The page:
Checking oil level

I am sure this will have been addressed before, but the search didn`t bring it up.
The manual says to check the oil when hot, immediately after a ride. This seems a bit weird to me. What is the concensus on this?Mark Shelley2014-05-08 12:25:09

Mark at Twiggers advised me to ignore the manual on this one, and check the oil after the Breva has been standing for a night, so that the all the oil has settled, to avoid the risk of overfilling. So that’s what I do.

My lil’Breva says to check hot.I do as Graham UK and leave overnight.

Yes, I thought it made little sense. Maybe it got lost in translation somewhere when the manual was produced

Whatever the vehicle, my rule has always been check oil level when cold, drain when hot.

In my humble opinion the oil level should always be checked with the vehicle on a level ground, upright and with engine having been run for at least a few minutes.Given that the dipstick is designed to give an indication of the amount of oil which is sitting in the sump; the level should be sufficient to ensure that the “reservoir” of available oil is up to but not beyond the maximum fill level.Large quantities of oil may be generally distributed throughout the engine; in oil-ways and cylinder head rocker spaces etc…during normal running and to ensure that there is always a sufficient supply, the sump level should be maintained.During braking, acceleration and spirited cornering the sump level would fluctuate and one would not want there to be a lack of cooling-cleaning and lubrication.Given that some earlier models definitely suffered from excessive crankcase pressure if there was too much oil added; the level in the sump( i.e. below the pistons) is critical. The after market sump extensions were designed to alleviate this on the T3, Spada, G5 and early Le Mans.In the 35 years I have owned many different Guzzi machines I have used this method and have not been disappointed with the result.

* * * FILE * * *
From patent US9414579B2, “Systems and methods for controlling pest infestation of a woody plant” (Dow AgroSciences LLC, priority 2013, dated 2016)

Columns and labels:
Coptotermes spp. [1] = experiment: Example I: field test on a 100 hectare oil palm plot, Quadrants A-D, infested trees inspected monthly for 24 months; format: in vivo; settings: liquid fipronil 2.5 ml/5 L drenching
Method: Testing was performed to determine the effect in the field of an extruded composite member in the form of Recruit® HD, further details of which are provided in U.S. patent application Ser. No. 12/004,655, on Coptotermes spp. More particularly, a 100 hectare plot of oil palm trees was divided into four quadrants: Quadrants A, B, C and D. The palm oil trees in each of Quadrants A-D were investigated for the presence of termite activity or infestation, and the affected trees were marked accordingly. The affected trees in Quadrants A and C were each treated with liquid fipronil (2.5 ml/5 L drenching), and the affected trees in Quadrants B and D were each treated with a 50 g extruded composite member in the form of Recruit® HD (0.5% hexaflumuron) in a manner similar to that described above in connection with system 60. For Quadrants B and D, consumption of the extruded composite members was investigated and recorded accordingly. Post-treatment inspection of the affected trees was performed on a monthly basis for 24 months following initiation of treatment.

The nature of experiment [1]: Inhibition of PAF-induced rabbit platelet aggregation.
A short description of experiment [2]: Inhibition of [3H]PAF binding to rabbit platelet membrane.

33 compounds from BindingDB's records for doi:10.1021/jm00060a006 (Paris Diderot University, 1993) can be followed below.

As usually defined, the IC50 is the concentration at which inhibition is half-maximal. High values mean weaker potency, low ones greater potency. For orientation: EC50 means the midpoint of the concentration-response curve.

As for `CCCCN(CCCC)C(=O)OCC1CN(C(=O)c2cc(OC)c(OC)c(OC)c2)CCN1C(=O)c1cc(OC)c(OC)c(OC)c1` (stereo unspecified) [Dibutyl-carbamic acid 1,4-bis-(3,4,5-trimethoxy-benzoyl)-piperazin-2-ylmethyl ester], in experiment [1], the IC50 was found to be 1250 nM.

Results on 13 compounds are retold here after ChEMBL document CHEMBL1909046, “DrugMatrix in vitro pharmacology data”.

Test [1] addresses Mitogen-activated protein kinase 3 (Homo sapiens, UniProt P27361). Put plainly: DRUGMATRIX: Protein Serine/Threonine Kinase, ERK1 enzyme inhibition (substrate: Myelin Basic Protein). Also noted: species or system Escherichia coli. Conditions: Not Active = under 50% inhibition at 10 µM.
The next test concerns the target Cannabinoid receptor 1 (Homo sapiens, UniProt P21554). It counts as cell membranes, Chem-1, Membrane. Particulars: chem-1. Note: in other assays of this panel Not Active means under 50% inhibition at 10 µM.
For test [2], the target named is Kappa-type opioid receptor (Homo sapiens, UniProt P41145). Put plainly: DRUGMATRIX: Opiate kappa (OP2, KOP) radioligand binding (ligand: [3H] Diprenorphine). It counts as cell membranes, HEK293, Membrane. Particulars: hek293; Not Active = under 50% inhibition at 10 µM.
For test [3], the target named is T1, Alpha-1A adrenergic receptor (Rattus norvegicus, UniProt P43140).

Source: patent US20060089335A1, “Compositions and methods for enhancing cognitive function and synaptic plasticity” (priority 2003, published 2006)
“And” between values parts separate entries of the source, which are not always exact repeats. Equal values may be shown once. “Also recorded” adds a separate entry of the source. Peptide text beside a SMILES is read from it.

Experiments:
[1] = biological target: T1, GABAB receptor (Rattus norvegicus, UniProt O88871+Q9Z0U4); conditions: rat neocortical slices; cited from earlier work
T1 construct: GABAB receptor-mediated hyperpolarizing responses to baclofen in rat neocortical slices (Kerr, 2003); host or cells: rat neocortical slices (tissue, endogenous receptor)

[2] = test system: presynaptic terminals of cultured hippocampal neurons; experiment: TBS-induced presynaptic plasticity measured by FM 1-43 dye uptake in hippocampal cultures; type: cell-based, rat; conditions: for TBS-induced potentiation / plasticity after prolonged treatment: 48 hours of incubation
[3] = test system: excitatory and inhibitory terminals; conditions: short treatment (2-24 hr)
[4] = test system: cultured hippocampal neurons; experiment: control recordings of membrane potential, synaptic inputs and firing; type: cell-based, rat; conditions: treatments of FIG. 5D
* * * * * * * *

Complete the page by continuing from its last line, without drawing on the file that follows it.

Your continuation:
The way to check a bike’s oil level varies wildly from bike to bike so I can only assume the handbook is correct. The common theme though is that all of the bikes I have owned have required the engine to be hot.
My 955i Tiger had to be hot, then the engine switched off and the bike left for ten minutes before checking the oil with the bike upright. Many dealers don’t bother to do this properly and over-fill them.
My wife has 2 Buells, one of which the oil is checked on the sidestand with the engine switched off, the other is checked with the engine running and upright.
My Guzzi needs a hot engine switched off but the bike upright and there’s no ten minute wait.

So - not so ‘simples’ is it?

JonSquarepants2014-06-23 06:52:04

I couldn’t be asked! Check it cold, is it between max. and min., yes, that’ll do. I agree bike has to be upright and on level ground.